43:51 And Pharaoh issued a call to his people, saying “O my people! Does not the dominion over Egypt belong to me, since all these running waters flow at my feet? Can you not, then, see [that I am your Lord supreme]?
43:52 Am I not better than this contemptible man who can hardly make his meaning clear?
43:53 “And then – why have no golden armlets been bestowed on him? – or why have no angels come together with him?”
43:54 Thus he incited his people to levity, and they obeyed him, for, behold, they were people depraved!
As is evident from verses 81 if. above, this is a reference to the truth of God’s oneness and uniqueness, which those who believe in Jesus as “the son of God” refuse, as it were, to acknowledge: thus, the discourse returns here to the question of the “nature” of Jesus touched upon in verses 57-65.
43:55 But when they continued to challenge Us, We inflicted Our retribution on them, and drowned them all.
The verb barama or abrama signifies, literally, “he twined” or “twisted [something] together”, e.g., the strands that are to form a rope; or “he twisted [something] well” or “strongly”. Tropically, it connotes the act of “establishing” or “determining” a thing, a proposition, a course of events, etc. (Jawhari). According to the Lisan al-‘Arab, the phrase abrama al-amr has the meaning of “he determined (ahkama) the case”. In the present context, the term amr, having no definite article, signifies “anything” or – in its widest sense – “anything that should [or “could”] be”: and so, taking the preceding verse into account, we arrive at the meaning of arbitrarily “determining what [the truth] should be” – i.e., in contradiction to what the Qur’an postulates as the truth.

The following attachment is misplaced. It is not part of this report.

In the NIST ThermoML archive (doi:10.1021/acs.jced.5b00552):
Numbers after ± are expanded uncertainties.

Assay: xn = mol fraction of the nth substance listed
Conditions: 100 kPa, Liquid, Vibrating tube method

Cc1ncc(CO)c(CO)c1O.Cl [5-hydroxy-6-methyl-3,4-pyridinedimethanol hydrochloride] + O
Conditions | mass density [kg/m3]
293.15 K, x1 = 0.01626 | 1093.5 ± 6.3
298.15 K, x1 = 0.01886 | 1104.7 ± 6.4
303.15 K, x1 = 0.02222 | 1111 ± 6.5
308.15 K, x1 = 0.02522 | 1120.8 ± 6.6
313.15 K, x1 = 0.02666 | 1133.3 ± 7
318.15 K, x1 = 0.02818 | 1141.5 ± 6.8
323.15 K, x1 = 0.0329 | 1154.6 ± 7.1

43:56 And so We made them a thing of the past, and an example to those who would come after them.
This is most probably an allusion to the centuries-long subtle Christian controversies on the question as to whether or not Jesus was “the son of God” and, hence, divine. These controversies were often influenced by a subconscious leaning of some of the early Christian thinkers towards ancient, mostly Mithraistic, cults and concepts which were in the beginning strongly opposed by unitarian theologians, foremost among them Arius, Patriarch of Alexandria (about 280-336 C.E.). However, at the politically-motivated Council of Nicaea (325 c.E.), the Arian views – which until then had been shared by the overwhelming majority of articulate Christians – were condemned as “heretical”, and the doctrine of Christ’s divinity was officially formulated in the so-called Nicene Creed as the basis of Christian beliefs. (See also note 60 below).
43:57 Now whenever [the nature of] the son of Mary is set forth as an example, [O Muhammad] lo! thy people raise an outcry on this score.
Lit., “Our messengers”, i.e., angels.
43:58 And say “Which is better – our deities or he?” [But] it is only in the spirit of dispute that they put this comparison before thee, Yeah, they are contentious folk!
Cf. the last clause of surah 9 and the corresponding note 171.
43:59 [As for Jesus] he was nothing but [a human being] a servant [of Ours] whom We had graced [with prophethood], and whom We made an example for the children of Israel.
See note 88 on the last sentence of 6:100.
43:60 And had We so willed, [O you who worship angels] We could indeed have made you into angels succeeding one another on earth!
Evidently, an allusion to the verbal subtleties of the Nicene Creed, and particularly the statement, “Jesus Christ, the Son of God, begotten, not made [i.e., not created], by the Father as His only Son, of the same substance as the Father, God of God …”, etc.